Times of Malta

Lessors and lessees: No room for hyperbole

- FRANCIS DARMANIN Francis Darmanin is a retired auditor.

Irefer to the article ‘The most pro-landlord country in Europe’ (March 28) by Matthew Attard, the president of Solidarjet­à. There are about 44 countries in Europe, and to reach his conclusion, the author would have had to carry out a detailed study on the rental legislatio­n of each of these countries, and their respective regions and sub-regions. Instead, he selected one measure from each of three countries: the UK, Spain, and the Netherland­s, and one from one city, Paris.

He failed to mention that in none of his three selected countries is a written contract even obligatory, let alone are lessors bound to register contracts.

In Paris, only leases exceeding 12 years’ duration require a written agreement.

Meanwhile, Maltese lessors are burdened with the unwanted obligation of registerin­g every contract (and amendments thereto, even minor ones) with associated costs, and penalties for noncomplia­nce.

One is tempted to ask, once Solidarjet­à activists believe local legislatio­n promotes lazy landlords, why don’t they put it to the Ministry for Housing that the onus of registrati­on, with all its constraint­s, difficulti­es encountere­d with the inconsiste­ncies of the Housing Authority and its platform, its administra­tive fees and penalties, fall on lessees themselves? I’d say thank you for that, and then let’s see who’s lazy.

I don’t believe Maltese stakeholde­rs need to look overseas to decide what’s best for the rental market to thrive in a fair and clear manner. In any case, cherry picking less

than a handful of measures from foreign legislatio­ns to impress readers can’t be the way forward.

I felt I had to check the veracity of at least one of his claims. I went for Spain. In Spain, there are two types of rental agreement, and not just the five-year agreement that he refers to as a model.

It’s also possible to enter a short-term rental agreement for a period of up to a year. In such an agreement the tenant has to vacate the property when the contract comes to an end.

If the lessee wishes to leave early, he may have to continue paying rent until the contract ends. Also missing from Attard’s article is that in a five-year lease the landlord typically includes a clause asking for one month’s rent for every year of the remaining contract if the lessee opts to vacate earlier. And the landlord may end the tenancy agreement if the tenant has not paid the monthly rent.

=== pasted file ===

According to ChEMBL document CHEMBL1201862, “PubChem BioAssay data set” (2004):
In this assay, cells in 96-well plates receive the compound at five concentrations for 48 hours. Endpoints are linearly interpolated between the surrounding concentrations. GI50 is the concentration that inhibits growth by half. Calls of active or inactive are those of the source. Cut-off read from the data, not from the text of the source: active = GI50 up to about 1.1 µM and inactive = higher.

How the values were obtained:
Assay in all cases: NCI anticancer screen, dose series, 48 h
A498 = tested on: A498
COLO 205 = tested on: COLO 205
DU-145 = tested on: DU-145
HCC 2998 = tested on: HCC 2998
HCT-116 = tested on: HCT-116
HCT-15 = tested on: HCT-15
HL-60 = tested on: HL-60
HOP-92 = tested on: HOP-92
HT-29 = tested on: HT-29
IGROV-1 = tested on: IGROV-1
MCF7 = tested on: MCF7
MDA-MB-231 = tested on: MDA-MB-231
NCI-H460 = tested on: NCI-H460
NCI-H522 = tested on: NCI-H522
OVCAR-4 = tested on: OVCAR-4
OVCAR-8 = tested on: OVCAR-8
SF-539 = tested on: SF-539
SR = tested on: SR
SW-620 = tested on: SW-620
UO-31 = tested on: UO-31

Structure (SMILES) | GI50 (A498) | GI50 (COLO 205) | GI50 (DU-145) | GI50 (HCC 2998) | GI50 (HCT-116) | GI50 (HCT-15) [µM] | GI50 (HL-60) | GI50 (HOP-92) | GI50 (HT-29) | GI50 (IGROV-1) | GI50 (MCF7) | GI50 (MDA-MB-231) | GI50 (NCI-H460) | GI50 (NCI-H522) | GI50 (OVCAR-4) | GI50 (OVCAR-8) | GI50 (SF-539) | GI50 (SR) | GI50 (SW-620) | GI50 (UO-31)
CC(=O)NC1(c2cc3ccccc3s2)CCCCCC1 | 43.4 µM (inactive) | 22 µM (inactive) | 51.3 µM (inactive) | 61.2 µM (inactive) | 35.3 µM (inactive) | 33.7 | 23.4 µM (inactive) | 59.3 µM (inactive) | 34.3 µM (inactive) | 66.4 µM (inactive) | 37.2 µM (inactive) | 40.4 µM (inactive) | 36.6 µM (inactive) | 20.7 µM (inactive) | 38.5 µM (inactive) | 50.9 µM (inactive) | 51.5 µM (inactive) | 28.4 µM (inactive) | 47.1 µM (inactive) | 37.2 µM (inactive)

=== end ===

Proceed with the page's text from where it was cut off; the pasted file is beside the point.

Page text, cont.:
And here I refer readers to an article I came across in The Guardian last week where a lessee in Malaga, Spain, complains that lessors are not only demanding hefty deposits of up to €40,000, but also requesting fees of €200 merely to visit a property for rental.

So much for comparison­s. But there is more. Without giving even one solitary example, Attard claims that no-fault eviction in Malta is an easy matter. He convenient­ly lifts terminolog­y common in UK law and disingenuo­usly confuses the process of a lessee vacating a property at the end of a lease with that of eviction.

A no-fault eviction is an eviction in which the landlord does not need to provide a ground for eviction. In other words, a landlord can serve notice to a tenant without providing any reason for the eviction.

When a lessee has previously consented in writing to vacate on a date that has been previously agreed upon with the lessor and that has been registered with the Housing Authority according to law, it’s called a bilaterall­y binding agreement that has come to its end. It is not a “no-fault eviction”.

On the other hand, if a lessee does not vacate the premises on the agreed date, thus breaching the terms of the agreement, the Maltese lessor may be compelled to resort to the torturous process of eviction. In such a scenario the process of eviction is initiated by the lessor because there is a valid ground to do so, and the lessee is at fault – and it’s far from an easy process.

The author goes on to imply that landlords are greedy and abusive. Are landlords “greedy” because they strive to get the optimum return on their investment?

Likewise, are tenants greedy because they seek to negotiate the lowest possible price for a rental property? If a tenant requests a landlord to reduce the rent to €1,000 for an apartment that has been valued for rental purposes at €1,200, is it fair to say that the tenant is “greedy”?

Are landlords abusive? If so, are all landlords abusive? I think it stands to reason that as much as there may be abusive landlords there might also be abusive tenants. Ask landlords.

As much as there may be abusive landlords there might also be abusive tenants

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